Assessment of postanesthesia short-term quality of life: a pilot study.
Quality of life is a major focus for researchers conducting studies on patient satisfaction and anesthetic outcomes. Efficacy and safety drive anesthesia providers' determination of the type of anesthesia administered, yet little consideration is given to postanesthesia quality of life from the patient's perspective. We hypothesized that patient-defined, postanesthesia short-term quality-of-life issues are significant factors to consider when selecting anesthesia. This study developed and piloted a tool to assess the impact of specific anesthetic techniques on postanesthesia short-term quality-of-life issues. In phase I, a panel of content experts developed a tool to measure postanesthesia short-term quality of life. In phase II, 50 same-day surgery subjects undergoing spinal or general anesthesia completed the tool on day 1 and on days 5, 6, or 7 postoperatively. The RAND 36-Item Health Survey was administered simultaneously to assess concurrent validity. Phase I resulted in a 40-item tool covering 3 domains. The Phase II pilot supported internal consistency and construct validity for the majority of tool items, although the tool did not correlate strongly with the RAND questionnaire. To confirm the dimensions used in the tool, we recommend a multicenter study permitting the application of factor analysis.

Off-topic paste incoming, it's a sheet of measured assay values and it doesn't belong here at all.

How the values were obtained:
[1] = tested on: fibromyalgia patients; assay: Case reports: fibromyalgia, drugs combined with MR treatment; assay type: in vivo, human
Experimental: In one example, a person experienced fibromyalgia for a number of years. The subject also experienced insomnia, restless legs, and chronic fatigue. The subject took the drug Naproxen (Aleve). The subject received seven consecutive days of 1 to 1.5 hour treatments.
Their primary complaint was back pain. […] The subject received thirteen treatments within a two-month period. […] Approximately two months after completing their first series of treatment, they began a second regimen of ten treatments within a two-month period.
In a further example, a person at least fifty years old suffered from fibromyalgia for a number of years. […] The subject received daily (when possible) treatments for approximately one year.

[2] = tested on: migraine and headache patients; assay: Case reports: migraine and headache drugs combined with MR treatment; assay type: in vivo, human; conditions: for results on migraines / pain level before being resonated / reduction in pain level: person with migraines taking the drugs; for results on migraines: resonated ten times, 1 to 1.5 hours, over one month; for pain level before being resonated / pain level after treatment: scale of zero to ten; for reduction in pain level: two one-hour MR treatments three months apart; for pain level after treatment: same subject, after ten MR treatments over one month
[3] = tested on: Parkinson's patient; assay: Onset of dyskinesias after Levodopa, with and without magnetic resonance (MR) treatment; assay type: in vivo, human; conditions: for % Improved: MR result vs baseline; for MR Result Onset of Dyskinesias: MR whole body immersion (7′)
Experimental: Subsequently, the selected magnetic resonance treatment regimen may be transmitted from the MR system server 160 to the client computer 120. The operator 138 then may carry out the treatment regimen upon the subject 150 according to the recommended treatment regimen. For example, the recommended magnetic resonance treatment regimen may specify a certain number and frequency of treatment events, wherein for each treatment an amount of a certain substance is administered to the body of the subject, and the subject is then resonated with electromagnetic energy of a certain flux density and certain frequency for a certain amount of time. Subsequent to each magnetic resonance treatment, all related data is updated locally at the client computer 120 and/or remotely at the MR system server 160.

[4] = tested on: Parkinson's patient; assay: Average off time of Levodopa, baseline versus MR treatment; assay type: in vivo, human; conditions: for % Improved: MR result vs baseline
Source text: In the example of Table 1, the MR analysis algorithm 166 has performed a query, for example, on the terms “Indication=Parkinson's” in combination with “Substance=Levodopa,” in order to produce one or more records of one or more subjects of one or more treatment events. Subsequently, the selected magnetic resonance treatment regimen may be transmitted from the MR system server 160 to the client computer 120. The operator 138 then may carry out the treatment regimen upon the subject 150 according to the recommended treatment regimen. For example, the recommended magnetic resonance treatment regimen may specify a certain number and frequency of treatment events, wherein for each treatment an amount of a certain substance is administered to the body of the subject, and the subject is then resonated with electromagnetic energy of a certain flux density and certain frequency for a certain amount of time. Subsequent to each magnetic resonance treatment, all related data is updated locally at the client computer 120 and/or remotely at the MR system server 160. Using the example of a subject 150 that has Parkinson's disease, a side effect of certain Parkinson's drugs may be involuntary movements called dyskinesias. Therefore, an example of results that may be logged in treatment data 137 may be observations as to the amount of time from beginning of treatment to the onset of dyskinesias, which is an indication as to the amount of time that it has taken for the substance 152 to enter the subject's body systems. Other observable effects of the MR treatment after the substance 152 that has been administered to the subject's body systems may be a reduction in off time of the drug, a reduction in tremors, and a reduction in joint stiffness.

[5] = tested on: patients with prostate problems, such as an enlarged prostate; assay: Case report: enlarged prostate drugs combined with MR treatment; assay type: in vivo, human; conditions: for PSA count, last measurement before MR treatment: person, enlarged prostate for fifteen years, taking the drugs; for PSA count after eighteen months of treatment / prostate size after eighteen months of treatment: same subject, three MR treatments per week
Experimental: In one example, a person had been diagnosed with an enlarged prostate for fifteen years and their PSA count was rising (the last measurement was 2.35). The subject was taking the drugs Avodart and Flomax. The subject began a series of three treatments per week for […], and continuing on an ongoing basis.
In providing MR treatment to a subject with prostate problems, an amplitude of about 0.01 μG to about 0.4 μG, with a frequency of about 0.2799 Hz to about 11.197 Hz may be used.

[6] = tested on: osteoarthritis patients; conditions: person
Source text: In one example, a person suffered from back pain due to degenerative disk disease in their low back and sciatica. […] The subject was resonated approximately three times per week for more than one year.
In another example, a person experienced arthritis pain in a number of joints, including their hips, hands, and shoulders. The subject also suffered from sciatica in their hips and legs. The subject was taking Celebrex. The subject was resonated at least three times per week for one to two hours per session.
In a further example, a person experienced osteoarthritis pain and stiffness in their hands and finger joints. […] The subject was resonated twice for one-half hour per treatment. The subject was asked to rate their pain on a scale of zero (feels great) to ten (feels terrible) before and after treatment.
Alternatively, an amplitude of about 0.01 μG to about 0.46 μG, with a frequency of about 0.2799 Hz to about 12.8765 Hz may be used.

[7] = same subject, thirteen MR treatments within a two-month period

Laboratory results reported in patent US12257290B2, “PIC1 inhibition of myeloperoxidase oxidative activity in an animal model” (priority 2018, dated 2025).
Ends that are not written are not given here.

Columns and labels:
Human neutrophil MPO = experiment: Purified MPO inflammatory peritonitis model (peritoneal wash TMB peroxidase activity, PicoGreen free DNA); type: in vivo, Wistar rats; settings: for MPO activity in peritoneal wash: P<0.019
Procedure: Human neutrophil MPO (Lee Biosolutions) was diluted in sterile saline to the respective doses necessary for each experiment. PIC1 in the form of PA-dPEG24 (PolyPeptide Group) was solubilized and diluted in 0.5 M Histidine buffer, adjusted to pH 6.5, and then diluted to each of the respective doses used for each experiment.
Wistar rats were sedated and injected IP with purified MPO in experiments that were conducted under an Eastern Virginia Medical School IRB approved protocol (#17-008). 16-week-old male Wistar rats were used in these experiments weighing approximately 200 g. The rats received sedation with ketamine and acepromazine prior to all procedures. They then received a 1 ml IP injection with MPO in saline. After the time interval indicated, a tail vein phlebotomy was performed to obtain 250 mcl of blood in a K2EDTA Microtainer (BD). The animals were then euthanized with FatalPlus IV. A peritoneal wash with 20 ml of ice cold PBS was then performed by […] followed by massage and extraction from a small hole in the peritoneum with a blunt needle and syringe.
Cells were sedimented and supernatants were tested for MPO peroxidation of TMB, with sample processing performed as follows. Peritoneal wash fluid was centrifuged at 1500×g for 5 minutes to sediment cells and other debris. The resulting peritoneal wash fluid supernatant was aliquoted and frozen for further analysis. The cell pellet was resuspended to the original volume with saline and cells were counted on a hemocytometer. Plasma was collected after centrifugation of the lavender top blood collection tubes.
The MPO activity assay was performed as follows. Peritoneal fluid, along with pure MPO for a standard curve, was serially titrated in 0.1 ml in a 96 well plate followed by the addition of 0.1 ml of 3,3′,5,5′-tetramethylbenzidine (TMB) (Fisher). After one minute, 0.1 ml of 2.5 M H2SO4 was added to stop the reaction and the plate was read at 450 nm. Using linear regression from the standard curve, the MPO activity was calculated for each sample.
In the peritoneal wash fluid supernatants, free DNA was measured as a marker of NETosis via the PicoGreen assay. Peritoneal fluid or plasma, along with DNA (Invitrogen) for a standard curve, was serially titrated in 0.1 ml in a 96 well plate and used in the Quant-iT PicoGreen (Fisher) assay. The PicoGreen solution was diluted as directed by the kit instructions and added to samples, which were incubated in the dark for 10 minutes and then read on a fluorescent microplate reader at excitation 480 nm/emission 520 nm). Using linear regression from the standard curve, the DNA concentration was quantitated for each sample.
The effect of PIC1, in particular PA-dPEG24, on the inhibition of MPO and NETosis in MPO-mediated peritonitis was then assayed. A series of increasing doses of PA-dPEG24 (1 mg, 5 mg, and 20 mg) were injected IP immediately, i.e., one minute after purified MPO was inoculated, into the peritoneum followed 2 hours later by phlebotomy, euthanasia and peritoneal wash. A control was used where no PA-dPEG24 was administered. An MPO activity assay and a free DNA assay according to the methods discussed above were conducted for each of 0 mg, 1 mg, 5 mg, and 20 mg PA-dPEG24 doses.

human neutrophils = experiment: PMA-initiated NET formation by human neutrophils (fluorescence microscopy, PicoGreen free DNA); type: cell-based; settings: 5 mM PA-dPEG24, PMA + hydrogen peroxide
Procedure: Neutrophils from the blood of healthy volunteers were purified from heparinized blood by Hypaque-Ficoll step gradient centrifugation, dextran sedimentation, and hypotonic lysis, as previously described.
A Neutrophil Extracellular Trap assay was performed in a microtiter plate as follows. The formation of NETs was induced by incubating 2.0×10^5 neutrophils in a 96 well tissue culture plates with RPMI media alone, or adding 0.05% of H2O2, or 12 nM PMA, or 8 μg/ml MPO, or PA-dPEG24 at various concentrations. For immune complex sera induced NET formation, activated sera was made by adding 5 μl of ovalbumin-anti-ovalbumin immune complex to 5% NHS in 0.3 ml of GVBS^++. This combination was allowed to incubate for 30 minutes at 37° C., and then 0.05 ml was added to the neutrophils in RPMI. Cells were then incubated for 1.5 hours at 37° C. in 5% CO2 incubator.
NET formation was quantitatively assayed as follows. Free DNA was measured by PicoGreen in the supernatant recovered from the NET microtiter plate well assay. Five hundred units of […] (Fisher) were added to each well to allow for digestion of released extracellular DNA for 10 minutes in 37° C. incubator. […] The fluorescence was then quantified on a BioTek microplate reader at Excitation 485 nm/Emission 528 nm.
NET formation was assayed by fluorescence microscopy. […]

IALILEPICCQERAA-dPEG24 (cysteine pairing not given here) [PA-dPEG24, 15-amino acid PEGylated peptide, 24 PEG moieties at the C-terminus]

Oakes, CL; Ellington, KJ; Oakes, KJ; Olson, RL; Neill, KM; Vacchiano, CA
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